Wednesday 8 March 2017 08.15 GMT
Under its first two mayors, London became important for the whole country as a leader in cycling. But Will Norman, Sadiq Khan’s new walking and cycling commissioner, starts work with the capital’s cyclists in a gloomy mood. Not just because of the deaths of three cyclists – and two pedestrians – in a single week last month, but because of the last 10 months’ stagnation in what was previously Britain’s most active programme to promote the bike.
I ran that programme for Khan’s predecessor, Boris Johnson, so perhaps I’m biased. But the figures aren’t biased. Over eight years, cycling increased by 53%. Not bad: but on the new central London segregated superhighways, which we opened in May, we saw the same percentage rise in six months.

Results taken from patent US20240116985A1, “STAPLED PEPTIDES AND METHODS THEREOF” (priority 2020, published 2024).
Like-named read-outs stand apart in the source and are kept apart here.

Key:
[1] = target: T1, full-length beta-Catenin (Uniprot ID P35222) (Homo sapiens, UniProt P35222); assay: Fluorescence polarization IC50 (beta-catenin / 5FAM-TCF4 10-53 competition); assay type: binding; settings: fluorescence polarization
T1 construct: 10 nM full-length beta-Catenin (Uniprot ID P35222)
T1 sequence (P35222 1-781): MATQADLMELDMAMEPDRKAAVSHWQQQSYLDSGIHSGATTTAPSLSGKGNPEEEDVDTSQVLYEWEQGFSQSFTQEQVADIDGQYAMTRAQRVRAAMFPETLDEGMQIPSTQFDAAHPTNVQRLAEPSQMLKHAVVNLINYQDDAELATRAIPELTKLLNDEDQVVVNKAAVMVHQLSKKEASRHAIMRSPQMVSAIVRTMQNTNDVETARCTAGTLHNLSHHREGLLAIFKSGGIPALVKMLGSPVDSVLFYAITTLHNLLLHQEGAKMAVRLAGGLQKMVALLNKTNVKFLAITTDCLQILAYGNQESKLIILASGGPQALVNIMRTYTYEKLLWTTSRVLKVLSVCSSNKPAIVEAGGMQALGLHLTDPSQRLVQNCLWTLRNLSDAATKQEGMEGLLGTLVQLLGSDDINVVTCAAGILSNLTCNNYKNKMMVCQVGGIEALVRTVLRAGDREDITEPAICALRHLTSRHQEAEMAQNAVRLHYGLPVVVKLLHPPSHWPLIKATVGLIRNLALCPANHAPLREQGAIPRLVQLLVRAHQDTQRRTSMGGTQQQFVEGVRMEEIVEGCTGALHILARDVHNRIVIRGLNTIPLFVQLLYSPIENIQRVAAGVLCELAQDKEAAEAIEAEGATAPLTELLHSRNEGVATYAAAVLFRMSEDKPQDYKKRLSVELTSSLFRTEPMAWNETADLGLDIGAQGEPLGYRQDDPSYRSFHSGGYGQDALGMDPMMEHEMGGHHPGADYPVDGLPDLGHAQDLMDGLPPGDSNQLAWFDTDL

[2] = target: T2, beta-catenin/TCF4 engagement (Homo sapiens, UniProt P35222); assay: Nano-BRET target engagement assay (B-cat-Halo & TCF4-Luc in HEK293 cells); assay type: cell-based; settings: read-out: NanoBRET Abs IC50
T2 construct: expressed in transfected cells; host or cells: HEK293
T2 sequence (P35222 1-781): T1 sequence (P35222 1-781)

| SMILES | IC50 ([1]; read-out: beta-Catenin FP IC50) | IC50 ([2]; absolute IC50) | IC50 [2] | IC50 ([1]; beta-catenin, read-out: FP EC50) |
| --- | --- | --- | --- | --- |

Khan pledged during the election campaign to “accelerate” the cycling programme and “triple” the length of segregated lanes. On Norman’s first day, the mayor published a document, Healthy Streets for London, promising to make the streets less motor-dominated, better for cyclists and pedestrians, and used by more of them. But the new administration seems to be abandoning the very instruments which we proved bring that about.